Underlying Profit

What is an 'Underlying Profit'

An underlying profit describes an actual reflection of a company's profit. The underlying profit is not the required accounting profit that is recorded on financial statements and documents mandatory to follow preset rules and regulations. This number is calculated by the company to show what it believe to be an accurate reading of the company's profit position and may exclude one-time charges or infrequent events.

BREAKING DOWN 'Underlying Profit'

The calculation of underlying profit is different for every company. It begins with the accounting profit and makes adjustments as it sees fit. In recent years, it has been argued that there should be some kind of guideline in place so that the reporting of underlying profits can be compared between companies.

When dealing with proper reporting, the accounting profit will need to be used for tax purposes. The underlying profit is incomplete and is used for internal business planning only.

Business Planning and Underlying Profit

A business plan is a functional road map providing direction as to how the company will operate. From an accounting perspective, it also denotes any expected expenses that must be covered over a particular period of time. When determining what operating costs can be reasonably covered, a business may prefer to use its underlying profit calculation, which removes any one-time or highly irregular financial transactions that may falsely inflate profit norms. This creates a plan based on more common occurrences.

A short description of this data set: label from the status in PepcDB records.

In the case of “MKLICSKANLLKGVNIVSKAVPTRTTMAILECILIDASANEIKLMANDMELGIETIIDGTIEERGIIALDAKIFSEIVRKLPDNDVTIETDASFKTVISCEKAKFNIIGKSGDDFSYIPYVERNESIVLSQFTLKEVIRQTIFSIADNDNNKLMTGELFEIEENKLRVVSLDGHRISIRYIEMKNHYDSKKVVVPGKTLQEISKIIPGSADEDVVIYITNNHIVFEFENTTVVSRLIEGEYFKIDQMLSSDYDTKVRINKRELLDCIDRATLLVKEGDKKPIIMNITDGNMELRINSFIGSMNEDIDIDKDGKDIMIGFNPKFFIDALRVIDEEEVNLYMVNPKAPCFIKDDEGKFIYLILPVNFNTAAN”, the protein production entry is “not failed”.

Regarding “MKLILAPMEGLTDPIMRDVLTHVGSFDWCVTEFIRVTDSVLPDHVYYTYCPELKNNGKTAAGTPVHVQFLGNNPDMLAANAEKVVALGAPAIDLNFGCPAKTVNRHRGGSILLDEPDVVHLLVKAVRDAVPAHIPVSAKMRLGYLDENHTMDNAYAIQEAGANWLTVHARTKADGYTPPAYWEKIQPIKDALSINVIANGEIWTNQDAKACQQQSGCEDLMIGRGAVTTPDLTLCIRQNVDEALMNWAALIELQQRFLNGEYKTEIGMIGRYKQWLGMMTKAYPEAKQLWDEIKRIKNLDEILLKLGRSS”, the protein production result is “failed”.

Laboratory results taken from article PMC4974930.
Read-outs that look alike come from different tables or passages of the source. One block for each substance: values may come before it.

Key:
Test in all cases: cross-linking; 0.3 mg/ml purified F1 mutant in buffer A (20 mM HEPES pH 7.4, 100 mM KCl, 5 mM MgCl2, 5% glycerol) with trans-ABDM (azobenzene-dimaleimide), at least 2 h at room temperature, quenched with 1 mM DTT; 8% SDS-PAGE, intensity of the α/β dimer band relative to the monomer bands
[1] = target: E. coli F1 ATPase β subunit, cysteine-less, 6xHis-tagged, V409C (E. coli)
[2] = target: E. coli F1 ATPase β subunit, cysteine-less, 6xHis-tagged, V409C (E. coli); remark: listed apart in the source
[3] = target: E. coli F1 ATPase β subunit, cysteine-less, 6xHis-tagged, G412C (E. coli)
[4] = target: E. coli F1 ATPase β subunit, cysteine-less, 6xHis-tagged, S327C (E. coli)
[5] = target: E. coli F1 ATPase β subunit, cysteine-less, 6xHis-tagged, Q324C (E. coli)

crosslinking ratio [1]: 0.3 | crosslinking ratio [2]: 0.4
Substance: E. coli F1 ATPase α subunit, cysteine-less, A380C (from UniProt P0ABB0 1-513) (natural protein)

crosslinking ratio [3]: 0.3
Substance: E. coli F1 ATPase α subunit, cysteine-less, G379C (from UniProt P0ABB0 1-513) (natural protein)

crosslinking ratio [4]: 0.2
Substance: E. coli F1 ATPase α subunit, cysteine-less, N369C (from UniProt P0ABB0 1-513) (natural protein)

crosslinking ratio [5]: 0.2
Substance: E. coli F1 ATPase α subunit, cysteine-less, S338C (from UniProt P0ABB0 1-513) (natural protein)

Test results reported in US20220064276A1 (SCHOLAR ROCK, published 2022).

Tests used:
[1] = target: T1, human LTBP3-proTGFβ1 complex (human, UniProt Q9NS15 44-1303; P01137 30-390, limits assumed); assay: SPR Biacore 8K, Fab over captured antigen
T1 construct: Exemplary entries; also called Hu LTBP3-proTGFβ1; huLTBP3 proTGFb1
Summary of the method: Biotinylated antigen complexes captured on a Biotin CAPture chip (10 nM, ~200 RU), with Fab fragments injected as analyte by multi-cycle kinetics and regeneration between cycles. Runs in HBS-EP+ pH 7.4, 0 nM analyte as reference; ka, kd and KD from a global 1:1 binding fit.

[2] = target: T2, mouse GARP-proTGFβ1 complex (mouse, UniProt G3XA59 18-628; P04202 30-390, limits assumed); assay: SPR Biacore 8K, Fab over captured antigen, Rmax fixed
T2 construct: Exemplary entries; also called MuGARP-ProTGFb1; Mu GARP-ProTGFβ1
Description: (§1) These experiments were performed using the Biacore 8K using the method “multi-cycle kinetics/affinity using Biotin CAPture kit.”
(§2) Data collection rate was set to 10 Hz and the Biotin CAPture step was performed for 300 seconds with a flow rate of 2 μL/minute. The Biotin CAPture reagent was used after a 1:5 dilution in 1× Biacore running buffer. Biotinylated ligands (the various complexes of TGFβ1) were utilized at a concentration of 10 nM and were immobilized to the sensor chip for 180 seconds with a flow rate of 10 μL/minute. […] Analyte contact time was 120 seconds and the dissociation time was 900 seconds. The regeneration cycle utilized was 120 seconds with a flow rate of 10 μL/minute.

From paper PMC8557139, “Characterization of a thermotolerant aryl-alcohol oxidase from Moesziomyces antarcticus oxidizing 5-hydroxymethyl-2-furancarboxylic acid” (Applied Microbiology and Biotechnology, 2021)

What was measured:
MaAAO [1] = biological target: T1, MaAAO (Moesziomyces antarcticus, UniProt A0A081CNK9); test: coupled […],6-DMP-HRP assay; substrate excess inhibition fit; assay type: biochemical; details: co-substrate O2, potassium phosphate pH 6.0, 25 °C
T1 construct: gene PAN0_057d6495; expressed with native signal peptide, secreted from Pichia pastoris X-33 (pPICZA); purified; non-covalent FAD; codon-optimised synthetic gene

Regular Operating Expenses

Regular operating expenses involve a variety of areas, covering any form of expense that can be considered predictable or required. Personnel expenses, including everything from payroll to training, are often considered to be operating expenses. Facility expenses, including rent or mortgage payments (if applicable), utilities, and insurance qualify. Technology-related expenses, including software maintenance and upgrades, and asset replacement are often considered to be operating expenses.

Example of a One-Time Event Removed for the Calculation of Underlying Profit

If a company is in full ownership of two buildings, one currently in use and one sitting vacant, it may choose to sell the vacant building. While the sale of this asset must be recorded for standard accounting purposes, it is excluded from the calculation of underlying profit. The sale of a large asset, such as a building, is not a standard part of the business's operation. Though it has resulted in a form of income, it is not likely to be repeated in subsequent accounting cycles for the company.

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